Management Versus Leadership: What's it all about?

These are the simple facts, unless you're mostly a motivational figurehead, you'll manage much more than you lead. The Queen of England is a great leader, the Prime Minister needs to be a great manager. 

Now, you may think I'm splitting hairs, and I will use manager and leader somewhat interchangeably, but the focus is management. Regardless, I know everyone want's to be called a great leader, but the simple truth is most people need, really need, to be the best managers they can be. Think of your patient relationships. Are you leading their care or are you managing it? There, that says it all. 

You may be sitting at your desk noshing down on a burger and fries, but you're telling your patients to watch their cholesterol, eat well and exercise. That's managing. Of course, there are those reading this who say, "I work hard to be fit and present an appropriate image to my patients." Yes, you do, but most - not all certainly, of your patients don't really know what you do. Your responsibility becomes one of managing their health and their compliance as best you can.

When I speak of managing then, I'm talking about a skill set that does contain motivational elements and is best exercised in an environment of do as I do, not just, as I say. Managers who set the right example are more successful, and usually more easily so. However, Leadership, with a capital "L" is much more about taking charge and running into the breach with your troops behind you. Very few if any business situations will place you directly on the front lines. Usually, you'll be working through and with others, dependent on their skills and abilities to do the day to day heavy lifting.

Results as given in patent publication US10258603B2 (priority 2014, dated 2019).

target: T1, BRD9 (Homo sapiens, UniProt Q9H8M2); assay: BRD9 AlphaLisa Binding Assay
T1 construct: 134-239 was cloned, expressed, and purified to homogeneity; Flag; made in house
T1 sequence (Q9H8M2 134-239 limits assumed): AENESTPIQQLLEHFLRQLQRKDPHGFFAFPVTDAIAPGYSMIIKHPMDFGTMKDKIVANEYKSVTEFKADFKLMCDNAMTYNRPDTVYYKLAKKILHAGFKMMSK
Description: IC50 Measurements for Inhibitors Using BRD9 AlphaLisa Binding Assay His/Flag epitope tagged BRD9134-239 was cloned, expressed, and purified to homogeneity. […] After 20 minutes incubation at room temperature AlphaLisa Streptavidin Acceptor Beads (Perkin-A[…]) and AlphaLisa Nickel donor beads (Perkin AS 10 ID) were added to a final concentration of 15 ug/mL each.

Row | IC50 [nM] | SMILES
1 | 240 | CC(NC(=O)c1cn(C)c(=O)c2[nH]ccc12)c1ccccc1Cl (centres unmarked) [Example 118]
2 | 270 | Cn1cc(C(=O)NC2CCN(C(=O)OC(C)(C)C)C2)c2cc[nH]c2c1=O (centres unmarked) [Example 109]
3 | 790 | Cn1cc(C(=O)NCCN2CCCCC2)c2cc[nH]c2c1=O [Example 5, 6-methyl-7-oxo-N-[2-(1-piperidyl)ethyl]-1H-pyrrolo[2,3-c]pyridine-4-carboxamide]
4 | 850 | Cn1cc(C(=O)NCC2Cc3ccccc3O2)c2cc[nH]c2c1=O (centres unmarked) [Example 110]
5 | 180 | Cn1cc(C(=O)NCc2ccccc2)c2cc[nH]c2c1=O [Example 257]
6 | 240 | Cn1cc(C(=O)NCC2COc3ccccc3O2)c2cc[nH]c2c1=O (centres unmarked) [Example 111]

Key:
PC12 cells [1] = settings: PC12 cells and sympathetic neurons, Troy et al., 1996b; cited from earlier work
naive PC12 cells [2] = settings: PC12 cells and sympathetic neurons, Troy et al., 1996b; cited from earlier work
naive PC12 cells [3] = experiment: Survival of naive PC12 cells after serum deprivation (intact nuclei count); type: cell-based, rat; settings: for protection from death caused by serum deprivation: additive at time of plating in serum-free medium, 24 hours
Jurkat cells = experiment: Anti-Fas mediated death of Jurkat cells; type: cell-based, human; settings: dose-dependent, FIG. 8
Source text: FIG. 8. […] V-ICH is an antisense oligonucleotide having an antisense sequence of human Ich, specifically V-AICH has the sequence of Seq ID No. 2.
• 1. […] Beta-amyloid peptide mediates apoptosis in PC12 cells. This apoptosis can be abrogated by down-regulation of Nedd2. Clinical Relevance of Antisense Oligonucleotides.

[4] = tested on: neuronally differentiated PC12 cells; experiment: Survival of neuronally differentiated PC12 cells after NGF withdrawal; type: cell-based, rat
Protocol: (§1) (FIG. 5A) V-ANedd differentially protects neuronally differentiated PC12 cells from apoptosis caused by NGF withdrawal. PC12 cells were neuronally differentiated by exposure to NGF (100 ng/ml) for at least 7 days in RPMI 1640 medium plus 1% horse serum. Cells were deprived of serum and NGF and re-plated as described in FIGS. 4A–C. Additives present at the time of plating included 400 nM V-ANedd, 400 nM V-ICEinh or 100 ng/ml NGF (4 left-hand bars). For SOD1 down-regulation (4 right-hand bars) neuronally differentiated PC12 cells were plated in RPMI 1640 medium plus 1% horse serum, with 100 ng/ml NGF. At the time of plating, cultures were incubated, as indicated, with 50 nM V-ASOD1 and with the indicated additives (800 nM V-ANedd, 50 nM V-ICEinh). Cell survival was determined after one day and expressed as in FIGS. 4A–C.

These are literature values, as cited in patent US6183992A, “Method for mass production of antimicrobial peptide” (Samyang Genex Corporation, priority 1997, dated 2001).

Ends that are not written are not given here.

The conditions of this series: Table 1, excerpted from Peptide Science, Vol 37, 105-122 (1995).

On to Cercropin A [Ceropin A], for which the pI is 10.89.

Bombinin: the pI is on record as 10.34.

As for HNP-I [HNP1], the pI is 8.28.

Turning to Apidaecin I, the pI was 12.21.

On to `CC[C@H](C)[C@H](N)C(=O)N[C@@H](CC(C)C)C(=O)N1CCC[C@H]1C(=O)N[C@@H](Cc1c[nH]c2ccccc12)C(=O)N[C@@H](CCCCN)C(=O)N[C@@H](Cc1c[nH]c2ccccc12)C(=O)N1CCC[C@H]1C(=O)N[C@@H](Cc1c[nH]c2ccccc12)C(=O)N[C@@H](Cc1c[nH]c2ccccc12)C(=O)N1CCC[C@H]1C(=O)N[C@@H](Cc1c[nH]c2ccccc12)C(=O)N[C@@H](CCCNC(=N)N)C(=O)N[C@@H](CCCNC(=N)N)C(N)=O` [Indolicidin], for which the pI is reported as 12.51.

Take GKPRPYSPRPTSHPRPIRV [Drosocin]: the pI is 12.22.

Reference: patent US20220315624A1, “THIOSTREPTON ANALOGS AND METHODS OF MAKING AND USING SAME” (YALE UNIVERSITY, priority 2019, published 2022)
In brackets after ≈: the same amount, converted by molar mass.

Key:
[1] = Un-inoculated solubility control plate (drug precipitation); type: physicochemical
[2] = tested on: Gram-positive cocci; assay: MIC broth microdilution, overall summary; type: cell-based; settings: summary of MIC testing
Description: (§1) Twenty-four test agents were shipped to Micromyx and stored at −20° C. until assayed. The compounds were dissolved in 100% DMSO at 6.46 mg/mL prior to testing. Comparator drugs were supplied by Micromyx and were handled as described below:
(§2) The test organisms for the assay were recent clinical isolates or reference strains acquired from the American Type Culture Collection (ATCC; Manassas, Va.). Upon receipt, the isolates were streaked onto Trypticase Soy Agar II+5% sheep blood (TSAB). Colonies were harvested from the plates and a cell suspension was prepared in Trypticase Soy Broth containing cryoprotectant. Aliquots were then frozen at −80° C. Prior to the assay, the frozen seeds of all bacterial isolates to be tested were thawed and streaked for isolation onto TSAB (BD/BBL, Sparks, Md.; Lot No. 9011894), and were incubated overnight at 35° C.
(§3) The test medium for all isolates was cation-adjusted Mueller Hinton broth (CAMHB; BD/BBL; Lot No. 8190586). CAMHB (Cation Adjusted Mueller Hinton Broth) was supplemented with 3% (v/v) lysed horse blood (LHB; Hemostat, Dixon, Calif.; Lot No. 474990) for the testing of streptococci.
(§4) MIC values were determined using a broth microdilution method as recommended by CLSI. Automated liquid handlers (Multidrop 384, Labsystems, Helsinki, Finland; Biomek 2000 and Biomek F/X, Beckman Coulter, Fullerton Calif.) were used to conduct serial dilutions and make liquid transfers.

Add to that what I would describe as the differences between leading and managing with today's emphasis on highly structured organizations. I won't name all the programs here, but Edwards Deming is probably the father of modern management systems and training. He's been followed by a host of others from Stephen Drucker to Stephen Covey.... Lean Management, Six Sigma, ad nauseam. Why? Why, because as organizations have grown - globalized, and became more complex, they moved from being creators to producers. And, producers succeed through consistency in product - not by one assembly line producing different widgets than another. Standardization was necessary. Leaders don't standardize. Managers do. 

Therefore, that is why at a very pragmatic and practical level I focus on managing. It may not be as sexy as leadership, but after you receive your first pink slip because you don't fit the organization, you'll realize you likely focused too much on trying to be a leader rather than doing the simple heavy lifting of management. That doesn't mean you should simply assume the role of "The Man in the Gray Flannel Suit," but you should be careful that your management styles and interests fit the organization - or better yet, that the organization fits your style.